The Informing of the Soul (Invitation to a Beheading)
by Gennady Barabtarlo
(page three of three)

In Russian, the string of four semantically related words -- lik, litso, lichina, and lichinka (image, face, mask, larva) -- brings close the zoological and ontological. The moth, in its imago stage, has emerged awing after an astonishing holometabolical transformation from larva to chrysalis, the shell of which it has transcended. The Latin imago is what the Greeks called eikon [lik, obraz], essentially related to the Platonic idea, an essence given to us as a perceivable symbol, an incomplete correspondence. "But to me your daytime is dark, why did you disturb my slumber?" complains the nocturnal insect (204).

In Nabokov's early short story, "Christmas" (1925), a butterfly, its slumber disturbed by the warmth of human grief, scrambles out of its pupa in the middle of a Russian winter as a sign that, perhaps, the desperate father's "darling somewhere is alive."11 Vasilii Rozanov takes up this point in two or three different chapters of his Apocalypse of Our Time (1918), his last, and by far best, work. His thoughts were set forth by Pavel Florenski's remark that Aristotle's difficult notion of entelechy could be best understood by the example of the butterfly transformation:

Then, going back to my friends who had come to visit, Kapterev and Florenski, the naturalist and the priest, I asked them: "Gentlemen, which of the three contains the 'I' -- the caterpillar, the pupa, or the butterfly?" I meant, the "I" as one letter, so to speak, one radiance, one ray. "I" as both a "dot" and a "naught." Kapterev kept silent, but Florenski said, upon reflection: "Surely, a butterfly is the entelechy of the caterpillar and the pupa."12
In Invitation to a Beheading, the only persona, litso, Cincinnatus C., is surrounded by masks, the lichiny, who wear false faces, false teeth, dummy beards, interchangeable heads, the head of a Borzoi, wigs, and so forth. The novel's cast carefully avoids using the word man or people, preferring the social security of such faceless terms as the public and citizens. The Main Masque, M'sieur Pierre the Punch, the Pierrot of the troupe,13 stripped of his disguise, undergoes the reverse metamorphosis from pupa to larva, from the lichina to the lichinka,14 which in the end, when "everything falls into place," or apart, is swiftly borne off the stage by a "woman in a black shawl" (223). The Spider theme terminates when the "youngest member of the circus family" turns into a "crudely but cleverly made" gadget that Roman, a lawyer turned into a roust-about, bounces by a long elastic attached to it. Here "M'sieur Pierre cast a sidelong cold glance at the toy and Roman, raising his eyebrows, hastily pocketed it" (210). This scene reaches back, perhaps, to the crucial episode in Chapter Nine, "The Family Reunion," in which one of Cincinnatus's brothers-in-law, the singer, begins softly his "Mali è trano t'amesti" ("Death is sweet; this is a secret," in scrambled Russian15), when he is stopped short by his brother the punster, "who made terrible eyes at him" (103) as if he had let out a secret pregnant with meaning.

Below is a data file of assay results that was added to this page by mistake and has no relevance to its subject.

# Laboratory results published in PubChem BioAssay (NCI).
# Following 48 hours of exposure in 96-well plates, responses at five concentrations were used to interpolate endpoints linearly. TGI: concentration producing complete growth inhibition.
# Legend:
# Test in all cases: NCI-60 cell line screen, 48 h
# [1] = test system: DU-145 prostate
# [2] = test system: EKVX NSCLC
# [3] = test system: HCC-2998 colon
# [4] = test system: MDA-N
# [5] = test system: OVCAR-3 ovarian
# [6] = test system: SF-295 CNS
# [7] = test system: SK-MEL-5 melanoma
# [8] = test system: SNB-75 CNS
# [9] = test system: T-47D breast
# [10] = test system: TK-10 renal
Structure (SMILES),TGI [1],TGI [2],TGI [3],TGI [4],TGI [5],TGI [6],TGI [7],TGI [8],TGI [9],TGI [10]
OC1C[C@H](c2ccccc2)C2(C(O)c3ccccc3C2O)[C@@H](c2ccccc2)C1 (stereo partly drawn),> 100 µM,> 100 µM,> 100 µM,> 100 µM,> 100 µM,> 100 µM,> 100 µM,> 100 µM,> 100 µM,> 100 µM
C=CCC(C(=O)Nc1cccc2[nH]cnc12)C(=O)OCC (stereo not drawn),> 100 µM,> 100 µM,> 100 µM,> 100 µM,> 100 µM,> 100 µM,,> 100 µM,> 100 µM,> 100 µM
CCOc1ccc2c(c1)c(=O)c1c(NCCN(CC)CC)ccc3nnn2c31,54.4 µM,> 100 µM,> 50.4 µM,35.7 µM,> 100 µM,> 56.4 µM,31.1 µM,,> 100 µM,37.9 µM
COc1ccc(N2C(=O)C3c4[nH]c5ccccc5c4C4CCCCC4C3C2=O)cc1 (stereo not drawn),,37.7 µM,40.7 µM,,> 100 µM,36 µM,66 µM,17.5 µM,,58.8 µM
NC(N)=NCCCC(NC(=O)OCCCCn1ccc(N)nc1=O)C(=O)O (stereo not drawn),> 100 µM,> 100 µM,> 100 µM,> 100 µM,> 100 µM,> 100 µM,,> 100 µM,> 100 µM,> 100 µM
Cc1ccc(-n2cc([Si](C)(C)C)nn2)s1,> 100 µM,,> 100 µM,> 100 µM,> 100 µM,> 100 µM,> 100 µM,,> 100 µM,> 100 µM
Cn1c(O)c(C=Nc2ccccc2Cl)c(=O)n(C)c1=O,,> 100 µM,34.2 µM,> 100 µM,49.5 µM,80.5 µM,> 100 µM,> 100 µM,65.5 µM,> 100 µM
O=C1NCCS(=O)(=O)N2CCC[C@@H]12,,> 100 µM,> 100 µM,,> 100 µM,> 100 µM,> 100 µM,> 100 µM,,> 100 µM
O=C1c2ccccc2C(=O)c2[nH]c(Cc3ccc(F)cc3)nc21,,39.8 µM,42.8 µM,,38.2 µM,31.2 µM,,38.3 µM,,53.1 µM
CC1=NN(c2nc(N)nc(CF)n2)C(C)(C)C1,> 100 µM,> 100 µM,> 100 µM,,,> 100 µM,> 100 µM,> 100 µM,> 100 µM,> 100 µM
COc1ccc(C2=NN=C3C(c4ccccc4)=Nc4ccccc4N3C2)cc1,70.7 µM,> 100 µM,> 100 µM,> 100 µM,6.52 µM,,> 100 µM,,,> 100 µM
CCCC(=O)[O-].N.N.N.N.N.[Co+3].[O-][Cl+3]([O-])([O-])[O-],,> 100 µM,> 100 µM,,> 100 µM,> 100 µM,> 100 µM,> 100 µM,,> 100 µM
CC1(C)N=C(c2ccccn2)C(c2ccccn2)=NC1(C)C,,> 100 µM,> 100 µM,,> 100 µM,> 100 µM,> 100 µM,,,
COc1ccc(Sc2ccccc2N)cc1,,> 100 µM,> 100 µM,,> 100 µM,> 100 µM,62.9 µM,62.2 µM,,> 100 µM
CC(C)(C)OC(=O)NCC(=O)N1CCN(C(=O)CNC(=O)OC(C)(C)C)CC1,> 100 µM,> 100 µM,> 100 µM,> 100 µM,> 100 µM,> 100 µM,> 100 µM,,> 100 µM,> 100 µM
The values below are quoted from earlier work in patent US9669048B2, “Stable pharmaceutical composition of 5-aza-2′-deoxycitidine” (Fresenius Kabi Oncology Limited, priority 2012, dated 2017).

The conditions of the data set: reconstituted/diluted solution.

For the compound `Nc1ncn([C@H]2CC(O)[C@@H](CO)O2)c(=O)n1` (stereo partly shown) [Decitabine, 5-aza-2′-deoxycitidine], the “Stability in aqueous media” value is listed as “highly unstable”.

Cincinnatus perseveres. Cincinnatus gropes for a simple ultimate solution of the riddle of his outlandish existence. "I know something, I know something, I know something," he repeats in a hopeful spell, and this treble incantation reminds one of the thrice repeated "I drugoe, drugoe, drugoe" (something else) from Nabokov's arcane poem "Fame" (1942): something -- a secret -- about which he "must not be over-explicit" (a tochnee skazat' ia ne vprave).16 On the penultimate page of his diary Cincinnatus hurriedly writes, "I've discovered the little crack in life, where it broke off, where it had been once soldered to something else, something genuinely alive, important and vast" (205, my emphasis). This crack (dyrochka, a little hole, in the original Russian) must be similar in nature to the "chink" in Look at the Harlequins!, through which the transcendental chill of the other world (also imaginary) is leaking in, a draft from beyond the book whose hardbound covers limn Cincinnatus's real and truly inescapable jail.

Cincinnatus writes in his final entry that he has reached "the dead end of this life" and that he "should not have sought salvation within its confines" (205). Humbert Humbert turns this very thought to a figure: "That's the dead end (the mirror you break your nose against)."17 Until his soul parts with its warm, familiar cocoon, Cincinnatus cannot see that it is a preposterous notion to believe that he may be mortal -- yet any good reader should know as much even before he opens the book. "A ved' on oshibaetsia," "and yet he is wrong," says a stranger to an anonym early in the novel (19), as Cincinnatus passes by in one of his clairvoyant swoons. He is indeed wrong, and he vaguely senses it when he cancels the last word in his diary, death, as grossly meaningless under the circumstances. An early creature of Nabokov, the desperate hero of his 1924 story "Christmas," utters the same unattached word, unable to recognize in the newly-born Attacus moth a telling sign that his son "somewhere is alive":

"It's Christmas tomorrow," came the abrupt reminder, "ans I'm going to die. Of course. It's so simple. This very night..." He pulled out a handkerchief and dried his eyes, his beard, his cheeks. Dark streaks remained on the handkerchief. "...death," Sleptsov said softly, as if concluding a long sentence. The clock ticked. Frost patterns overlapped on the blue glass of the window. The open notebook shone radiantly on the table <...> At that instant there was a sudden snap...18
Cincinnatus names imagination as his possible savior (114), and he does it almost in a trance, as if at a prompt from someone in the know.